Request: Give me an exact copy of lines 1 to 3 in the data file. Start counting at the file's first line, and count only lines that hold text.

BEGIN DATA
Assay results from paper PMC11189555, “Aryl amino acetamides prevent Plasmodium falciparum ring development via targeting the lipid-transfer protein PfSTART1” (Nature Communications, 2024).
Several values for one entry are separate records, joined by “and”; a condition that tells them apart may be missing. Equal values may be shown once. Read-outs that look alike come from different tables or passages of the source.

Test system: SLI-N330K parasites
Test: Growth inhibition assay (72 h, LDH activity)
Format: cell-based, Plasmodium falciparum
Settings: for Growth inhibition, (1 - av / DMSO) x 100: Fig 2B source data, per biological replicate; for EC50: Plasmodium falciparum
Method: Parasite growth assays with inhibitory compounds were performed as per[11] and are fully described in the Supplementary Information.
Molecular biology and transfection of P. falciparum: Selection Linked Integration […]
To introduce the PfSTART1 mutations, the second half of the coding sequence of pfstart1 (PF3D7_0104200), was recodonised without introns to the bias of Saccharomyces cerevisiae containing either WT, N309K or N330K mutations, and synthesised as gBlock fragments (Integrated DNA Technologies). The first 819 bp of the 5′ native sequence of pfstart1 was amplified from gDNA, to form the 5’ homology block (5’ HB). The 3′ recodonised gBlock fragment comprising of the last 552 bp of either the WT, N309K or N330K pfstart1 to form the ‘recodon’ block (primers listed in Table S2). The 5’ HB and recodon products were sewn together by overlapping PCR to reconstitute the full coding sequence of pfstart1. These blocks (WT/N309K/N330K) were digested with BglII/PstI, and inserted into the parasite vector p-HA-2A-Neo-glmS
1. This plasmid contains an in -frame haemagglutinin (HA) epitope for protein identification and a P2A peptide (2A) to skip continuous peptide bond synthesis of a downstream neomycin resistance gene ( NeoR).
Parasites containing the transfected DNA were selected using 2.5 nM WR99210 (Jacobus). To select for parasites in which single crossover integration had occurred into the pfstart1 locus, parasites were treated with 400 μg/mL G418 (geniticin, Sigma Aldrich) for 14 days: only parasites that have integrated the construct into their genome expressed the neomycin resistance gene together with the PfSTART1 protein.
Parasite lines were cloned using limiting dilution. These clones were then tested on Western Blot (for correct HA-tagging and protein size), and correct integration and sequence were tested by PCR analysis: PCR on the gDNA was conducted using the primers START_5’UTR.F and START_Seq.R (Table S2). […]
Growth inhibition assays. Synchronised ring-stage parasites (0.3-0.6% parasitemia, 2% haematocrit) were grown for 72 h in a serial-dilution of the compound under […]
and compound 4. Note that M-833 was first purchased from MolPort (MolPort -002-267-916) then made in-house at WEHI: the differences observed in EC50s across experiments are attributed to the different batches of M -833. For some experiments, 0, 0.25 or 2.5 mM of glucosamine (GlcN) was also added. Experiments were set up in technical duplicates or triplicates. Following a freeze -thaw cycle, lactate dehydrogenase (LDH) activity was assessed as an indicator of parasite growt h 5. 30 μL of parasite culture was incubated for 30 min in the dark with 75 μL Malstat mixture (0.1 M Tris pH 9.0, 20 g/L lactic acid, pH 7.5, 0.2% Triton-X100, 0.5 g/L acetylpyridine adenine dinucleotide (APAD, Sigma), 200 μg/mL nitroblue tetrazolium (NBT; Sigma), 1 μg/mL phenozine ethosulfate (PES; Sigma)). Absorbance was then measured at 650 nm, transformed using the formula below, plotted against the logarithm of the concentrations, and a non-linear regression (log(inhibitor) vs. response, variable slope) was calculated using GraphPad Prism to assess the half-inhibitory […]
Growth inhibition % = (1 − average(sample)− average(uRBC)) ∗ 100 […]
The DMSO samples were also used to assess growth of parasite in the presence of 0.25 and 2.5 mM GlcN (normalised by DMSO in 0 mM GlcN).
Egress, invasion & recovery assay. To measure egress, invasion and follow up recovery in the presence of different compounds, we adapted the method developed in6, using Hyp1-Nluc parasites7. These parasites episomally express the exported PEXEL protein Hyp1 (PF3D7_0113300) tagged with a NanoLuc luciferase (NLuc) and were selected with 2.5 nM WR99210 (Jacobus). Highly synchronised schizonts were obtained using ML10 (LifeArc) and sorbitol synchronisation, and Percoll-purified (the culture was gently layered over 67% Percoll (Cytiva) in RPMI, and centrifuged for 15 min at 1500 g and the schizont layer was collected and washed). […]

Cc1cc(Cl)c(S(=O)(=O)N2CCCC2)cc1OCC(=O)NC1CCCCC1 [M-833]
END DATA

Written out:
Assay results from paper PMC11189555, “Aryl amino acetamides prevent Plasmodium falciparum ring development via targeting the lipid-transfer protein PfSTART1” (Nature Communications, 2024).
Several values for one entry are separate records, joined by “and”; a condition that tells them apart may be missing. Equal values may be shown once. Read-outs that look alike come from different tables or passages of the source.

Test system: SLI-N330K parasites